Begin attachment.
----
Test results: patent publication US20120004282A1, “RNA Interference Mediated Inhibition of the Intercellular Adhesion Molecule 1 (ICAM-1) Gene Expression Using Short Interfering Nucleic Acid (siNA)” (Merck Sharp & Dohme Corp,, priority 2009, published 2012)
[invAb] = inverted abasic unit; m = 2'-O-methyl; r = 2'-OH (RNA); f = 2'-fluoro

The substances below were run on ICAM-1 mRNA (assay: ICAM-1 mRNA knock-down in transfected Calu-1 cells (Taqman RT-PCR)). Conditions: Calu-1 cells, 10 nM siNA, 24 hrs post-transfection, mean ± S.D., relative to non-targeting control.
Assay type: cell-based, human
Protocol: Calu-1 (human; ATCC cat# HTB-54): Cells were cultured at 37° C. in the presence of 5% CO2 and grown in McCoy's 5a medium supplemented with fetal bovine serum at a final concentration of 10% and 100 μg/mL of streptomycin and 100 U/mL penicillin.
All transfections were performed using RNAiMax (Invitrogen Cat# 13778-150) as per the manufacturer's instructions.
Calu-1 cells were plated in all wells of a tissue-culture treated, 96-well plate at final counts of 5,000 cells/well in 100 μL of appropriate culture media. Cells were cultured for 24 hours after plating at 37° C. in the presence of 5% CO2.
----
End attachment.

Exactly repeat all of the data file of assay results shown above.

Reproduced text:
Test results: patent publication US20120004282A1, “RNA Interference Mediated Inhibition of the Intercellular Adhesion Molecule 1 (ICAM-1) Gene Expression Using Short Interfering Nucleic Acid (siNA)” (Merck Sharp & Dohme Corp,, priority 2009, published 2012)
[invAb] = inverted abasic unit; m = 2'-O-methyl; r = 2'-OH (RNA); f = 2'-fluoro

The substances below were run on ICAM-1 mRNA (assay: ICAM-1 mRNA knock-down in transfected Calu-1 cells (Taqman RT-PCR)). Conditions: Calu-1 cells, 10 nM siNA, 24 hrs post-transfection, mean ± S.D., relative to non-targeting control.
Assay type: cell-based, human
Protocol: Calu-1 (human; ATCC cat# HTB-54): Cells were cultured at 37° C. in the presence of 5% CO2 and grown in McCoy's 5a medium supplemented with fetal bovine serum at a final concentration of 10% and 100 μg/mL of streptomycin and 100 U/mL penicillin.
All transfections were performed using RNAiMax (Invitrogen Cat# 13778-150) as per the manufacturer's instructions.
Calu-1 cells were plated in all wells of a tissue-culture treated, 96-well plate at final counts of 5,000 cells/well in 100 μL of appropriate culture media. Cells were cultured for 24 hours after plating at 37° C. in the presence of 5% CO2.